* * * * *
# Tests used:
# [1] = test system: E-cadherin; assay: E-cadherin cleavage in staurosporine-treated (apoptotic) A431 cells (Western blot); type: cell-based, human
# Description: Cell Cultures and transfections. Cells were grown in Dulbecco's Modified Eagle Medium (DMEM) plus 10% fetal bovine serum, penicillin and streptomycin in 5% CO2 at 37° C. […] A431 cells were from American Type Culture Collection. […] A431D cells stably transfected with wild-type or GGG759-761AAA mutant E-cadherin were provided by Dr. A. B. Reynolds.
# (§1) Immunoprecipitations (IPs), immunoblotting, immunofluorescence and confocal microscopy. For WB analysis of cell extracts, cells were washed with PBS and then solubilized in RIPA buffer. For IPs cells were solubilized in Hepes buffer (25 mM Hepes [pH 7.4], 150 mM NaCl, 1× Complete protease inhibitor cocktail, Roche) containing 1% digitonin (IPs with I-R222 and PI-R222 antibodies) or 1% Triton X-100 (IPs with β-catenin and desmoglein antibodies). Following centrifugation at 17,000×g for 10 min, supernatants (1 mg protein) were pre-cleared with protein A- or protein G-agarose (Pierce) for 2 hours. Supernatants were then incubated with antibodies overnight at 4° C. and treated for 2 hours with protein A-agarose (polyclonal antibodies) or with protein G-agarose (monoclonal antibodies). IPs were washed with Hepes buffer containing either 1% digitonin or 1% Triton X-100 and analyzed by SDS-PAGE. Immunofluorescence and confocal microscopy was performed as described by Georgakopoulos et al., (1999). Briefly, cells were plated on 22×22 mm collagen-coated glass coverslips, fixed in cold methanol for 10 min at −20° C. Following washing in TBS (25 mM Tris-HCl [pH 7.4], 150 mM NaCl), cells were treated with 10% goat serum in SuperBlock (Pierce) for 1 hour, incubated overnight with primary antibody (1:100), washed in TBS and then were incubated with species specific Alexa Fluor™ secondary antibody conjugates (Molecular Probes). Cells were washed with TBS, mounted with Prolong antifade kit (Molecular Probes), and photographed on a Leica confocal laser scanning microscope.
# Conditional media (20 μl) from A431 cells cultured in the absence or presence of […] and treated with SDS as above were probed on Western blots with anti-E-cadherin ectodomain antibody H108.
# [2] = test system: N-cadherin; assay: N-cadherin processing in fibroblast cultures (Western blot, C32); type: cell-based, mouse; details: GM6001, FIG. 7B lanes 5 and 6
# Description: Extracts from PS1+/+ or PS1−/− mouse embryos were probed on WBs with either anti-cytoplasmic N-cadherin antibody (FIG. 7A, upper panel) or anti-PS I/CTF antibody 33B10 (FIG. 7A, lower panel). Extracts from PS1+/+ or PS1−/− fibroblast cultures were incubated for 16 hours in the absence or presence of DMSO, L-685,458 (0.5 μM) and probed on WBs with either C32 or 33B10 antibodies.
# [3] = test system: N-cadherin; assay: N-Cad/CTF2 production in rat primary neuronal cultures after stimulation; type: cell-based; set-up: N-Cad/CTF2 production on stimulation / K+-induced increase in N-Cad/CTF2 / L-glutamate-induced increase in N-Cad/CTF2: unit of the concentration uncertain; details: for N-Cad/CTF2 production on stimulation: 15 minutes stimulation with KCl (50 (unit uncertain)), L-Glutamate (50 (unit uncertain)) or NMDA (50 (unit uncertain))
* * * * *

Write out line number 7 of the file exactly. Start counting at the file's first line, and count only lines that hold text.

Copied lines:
# Description: Extracts from PS1+/+ or PS1−/− mouse embryos were probed on WBs with either anti-cytoplasmic N-cadherin antibody (FIG. 7A, upper panel) or anti-PS I/CTF antibody 33B10 (FIG. 7A, lower panel). Extracts from PS1+/+ or PS1−/− fibroblast cultures were incubated for 16 hours in the absence or presence of DMSO, L-685,458 (0.5 μM) and probed on WBs with either C32 or 33B10 antibodies.